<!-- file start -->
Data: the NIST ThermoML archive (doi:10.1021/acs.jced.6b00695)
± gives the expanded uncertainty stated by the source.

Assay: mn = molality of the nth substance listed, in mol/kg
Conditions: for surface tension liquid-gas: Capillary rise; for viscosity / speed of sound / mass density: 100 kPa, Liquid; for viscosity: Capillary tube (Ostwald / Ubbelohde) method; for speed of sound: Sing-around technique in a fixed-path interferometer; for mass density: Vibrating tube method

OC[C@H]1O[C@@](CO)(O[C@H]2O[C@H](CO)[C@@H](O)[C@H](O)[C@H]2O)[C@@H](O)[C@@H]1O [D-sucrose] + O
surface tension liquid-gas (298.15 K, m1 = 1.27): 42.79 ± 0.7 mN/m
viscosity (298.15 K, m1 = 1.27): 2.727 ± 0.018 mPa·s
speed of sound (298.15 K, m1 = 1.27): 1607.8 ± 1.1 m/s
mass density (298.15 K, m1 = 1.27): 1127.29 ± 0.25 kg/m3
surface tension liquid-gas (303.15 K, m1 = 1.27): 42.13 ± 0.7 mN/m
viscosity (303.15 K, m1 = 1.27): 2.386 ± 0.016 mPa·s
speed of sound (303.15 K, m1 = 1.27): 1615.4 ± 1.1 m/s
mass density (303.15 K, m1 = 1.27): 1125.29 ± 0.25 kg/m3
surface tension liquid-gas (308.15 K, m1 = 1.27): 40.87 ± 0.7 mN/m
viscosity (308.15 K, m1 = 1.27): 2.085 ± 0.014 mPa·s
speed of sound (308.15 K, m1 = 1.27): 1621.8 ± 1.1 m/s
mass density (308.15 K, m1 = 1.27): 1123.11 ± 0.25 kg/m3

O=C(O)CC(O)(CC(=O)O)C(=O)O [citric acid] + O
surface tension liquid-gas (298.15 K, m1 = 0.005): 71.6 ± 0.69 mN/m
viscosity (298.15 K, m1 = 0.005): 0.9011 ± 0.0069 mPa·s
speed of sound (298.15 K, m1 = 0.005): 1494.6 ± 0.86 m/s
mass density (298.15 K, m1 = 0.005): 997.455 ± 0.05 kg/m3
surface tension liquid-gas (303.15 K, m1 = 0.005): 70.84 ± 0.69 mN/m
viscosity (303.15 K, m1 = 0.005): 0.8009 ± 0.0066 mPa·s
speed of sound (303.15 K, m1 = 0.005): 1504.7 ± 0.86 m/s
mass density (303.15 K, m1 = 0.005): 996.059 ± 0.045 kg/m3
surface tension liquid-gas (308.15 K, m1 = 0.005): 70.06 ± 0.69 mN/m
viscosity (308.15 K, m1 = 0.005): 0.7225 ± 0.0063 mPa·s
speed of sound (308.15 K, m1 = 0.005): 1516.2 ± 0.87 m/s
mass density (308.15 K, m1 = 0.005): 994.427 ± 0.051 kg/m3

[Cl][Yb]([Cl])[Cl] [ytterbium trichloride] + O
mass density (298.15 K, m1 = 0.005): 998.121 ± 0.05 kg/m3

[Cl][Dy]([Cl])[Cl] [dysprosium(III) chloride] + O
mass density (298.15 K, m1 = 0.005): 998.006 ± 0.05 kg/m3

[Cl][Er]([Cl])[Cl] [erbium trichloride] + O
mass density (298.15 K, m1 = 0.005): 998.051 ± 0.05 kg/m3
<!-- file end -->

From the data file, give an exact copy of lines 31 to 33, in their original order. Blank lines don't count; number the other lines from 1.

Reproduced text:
[Cl][Yb]([Cl])[Cl] [ytterbium trichloride] + O
mass density (298.15 K, m1 = 0.005): 998.121 ± 0.05 kg/m3

[Cl][Dy]([Cl])[Cl] [dysprosium(III) chloride] + O